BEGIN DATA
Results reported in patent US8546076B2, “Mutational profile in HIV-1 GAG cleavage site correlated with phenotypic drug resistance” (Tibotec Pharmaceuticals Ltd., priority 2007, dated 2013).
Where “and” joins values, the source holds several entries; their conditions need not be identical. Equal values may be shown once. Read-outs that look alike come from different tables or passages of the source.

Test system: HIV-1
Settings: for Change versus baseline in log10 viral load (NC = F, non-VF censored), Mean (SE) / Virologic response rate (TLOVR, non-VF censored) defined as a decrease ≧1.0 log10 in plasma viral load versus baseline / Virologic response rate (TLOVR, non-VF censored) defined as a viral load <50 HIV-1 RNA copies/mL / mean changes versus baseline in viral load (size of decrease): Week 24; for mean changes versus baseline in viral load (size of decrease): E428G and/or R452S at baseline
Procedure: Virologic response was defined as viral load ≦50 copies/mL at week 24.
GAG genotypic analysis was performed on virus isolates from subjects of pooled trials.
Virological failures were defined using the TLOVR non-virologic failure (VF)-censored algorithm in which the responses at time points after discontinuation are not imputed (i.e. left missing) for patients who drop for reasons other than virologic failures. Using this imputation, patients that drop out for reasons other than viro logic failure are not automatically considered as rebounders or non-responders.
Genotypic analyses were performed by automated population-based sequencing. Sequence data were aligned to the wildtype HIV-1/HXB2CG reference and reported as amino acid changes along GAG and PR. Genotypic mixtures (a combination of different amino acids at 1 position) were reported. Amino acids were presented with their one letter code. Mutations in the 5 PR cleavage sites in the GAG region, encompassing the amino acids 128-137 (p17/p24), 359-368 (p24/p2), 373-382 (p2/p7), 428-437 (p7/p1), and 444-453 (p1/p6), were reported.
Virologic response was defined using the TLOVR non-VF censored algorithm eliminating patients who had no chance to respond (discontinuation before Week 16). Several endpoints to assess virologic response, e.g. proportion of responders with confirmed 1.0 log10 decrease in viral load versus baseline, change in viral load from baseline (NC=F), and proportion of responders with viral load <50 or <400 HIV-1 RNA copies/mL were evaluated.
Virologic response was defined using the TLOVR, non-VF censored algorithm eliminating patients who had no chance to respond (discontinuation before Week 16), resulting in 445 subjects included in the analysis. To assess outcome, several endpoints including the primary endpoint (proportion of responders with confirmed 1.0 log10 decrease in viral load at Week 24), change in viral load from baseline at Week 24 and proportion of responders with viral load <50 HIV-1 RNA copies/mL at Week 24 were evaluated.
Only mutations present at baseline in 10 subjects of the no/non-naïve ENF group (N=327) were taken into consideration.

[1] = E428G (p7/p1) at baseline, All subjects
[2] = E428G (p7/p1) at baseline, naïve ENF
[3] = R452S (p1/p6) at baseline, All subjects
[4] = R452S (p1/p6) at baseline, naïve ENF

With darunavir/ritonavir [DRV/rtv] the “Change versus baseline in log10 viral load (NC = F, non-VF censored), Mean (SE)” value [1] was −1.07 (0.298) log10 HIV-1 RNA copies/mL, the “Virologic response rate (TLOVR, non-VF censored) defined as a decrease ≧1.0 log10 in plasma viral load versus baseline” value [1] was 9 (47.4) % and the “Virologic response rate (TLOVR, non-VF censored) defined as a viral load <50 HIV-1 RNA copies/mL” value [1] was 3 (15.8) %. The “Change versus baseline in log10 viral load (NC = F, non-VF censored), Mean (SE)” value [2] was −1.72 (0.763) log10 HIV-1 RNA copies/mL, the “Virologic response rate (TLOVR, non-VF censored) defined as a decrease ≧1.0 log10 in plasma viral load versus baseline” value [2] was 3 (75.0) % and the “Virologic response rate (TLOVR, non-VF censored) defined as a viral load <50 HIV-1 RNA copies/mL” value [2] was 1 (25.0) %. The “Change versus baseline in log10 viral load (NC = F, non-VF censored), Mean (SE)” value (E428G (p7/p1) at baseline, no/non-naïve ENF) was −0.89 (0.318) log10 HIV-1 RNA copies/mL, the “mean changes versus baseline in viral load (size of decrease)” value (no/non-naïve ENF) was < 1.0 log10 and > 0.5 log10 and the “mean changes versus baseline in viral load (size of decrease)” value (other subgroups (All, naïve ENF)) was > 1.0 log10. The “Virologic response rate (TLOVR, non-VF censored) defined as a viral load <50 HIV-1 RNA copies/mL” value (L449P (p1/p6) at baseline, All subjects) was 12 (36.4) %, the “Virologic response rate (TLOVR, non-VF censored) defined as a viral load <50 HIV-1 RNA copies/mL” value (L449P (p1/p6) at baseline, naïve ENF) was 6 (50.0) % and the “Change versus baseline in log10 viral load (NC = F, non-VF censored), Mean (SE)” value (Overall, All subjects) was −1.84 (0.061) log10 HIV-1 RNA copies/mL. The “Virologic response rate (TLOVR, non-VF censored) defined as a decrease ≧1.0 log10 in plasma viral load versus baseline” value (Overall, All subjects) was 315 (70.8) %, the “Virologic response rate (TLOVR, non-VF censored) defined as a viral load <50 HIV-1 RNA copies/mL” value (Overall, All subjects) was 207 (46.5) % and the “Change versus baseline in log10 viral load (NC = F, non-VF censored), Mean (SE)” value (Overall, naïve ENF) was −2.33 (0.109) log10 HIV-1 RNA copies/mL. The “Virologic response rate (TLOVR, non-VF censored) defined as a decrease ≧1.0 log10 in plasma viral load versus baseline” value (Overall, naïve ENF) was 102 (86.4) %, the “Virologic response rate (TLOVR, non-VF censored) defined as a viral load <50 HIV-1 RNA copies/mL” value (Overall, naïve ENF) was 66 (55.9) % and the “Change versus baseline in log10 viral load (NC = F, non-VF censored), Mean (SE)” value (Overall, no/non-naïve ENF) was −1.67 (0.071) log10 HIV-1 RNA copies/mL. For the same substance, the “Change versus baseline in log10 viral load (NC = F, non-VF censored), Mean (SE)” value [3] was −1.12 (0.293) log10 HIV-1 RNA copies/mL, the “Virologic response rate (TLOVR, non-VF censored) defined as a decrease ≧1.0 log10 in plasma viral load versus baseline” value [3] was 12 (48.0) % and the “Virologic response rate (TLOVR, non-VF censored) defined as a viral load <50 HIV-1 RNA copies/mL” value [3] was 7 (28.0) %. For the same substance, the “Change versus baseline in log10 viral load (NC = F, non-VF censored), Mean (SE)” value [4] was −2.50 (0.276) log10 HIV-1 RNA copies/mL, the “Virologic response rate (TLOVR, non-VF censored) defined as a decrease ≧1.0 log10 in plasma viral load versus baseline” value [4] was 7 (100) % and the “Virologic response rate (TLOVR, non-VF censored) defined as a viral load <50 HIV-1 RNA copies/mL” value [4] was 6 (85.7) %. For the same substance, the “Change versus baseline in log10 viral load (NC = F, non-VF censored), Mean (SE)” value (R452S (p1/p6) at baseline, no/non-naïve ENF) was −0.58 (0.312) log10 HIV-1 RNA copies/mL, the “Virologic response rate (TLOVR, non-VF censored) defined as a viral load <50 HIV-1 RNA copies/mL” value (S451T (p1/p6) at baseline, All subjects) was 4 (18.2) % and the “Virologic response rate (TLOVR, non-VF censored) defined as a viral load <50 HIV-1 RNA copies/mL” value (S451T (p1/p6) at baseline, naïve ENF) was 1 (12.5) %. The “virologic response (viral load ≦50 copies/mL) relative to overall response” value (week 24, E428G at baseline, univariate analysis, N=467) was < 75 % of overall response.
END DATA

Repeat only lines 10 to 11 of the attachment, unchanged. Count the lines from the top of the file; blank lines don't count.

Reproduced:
Virologic response was defined using the TLOVR, non-VF censored algorithm eliminating patients who had no chance to respond (discontinuation before Week 16), resulting in 445 subjects included in the analysis. To assess outcome, several endpoints including the primary endpoint (proportion of responders with confirmed 1.0 log10 decrease in viral load at Week 24), change in viral load from baseline at Week 24 and proportion of responders with viral load <50 HIV-1 RNA copies/mL at Week 24 were evaluated.
Only mutations present at baseline in 10 subjects of the no/non-naïve ENF group (N=327) were taken into consideration.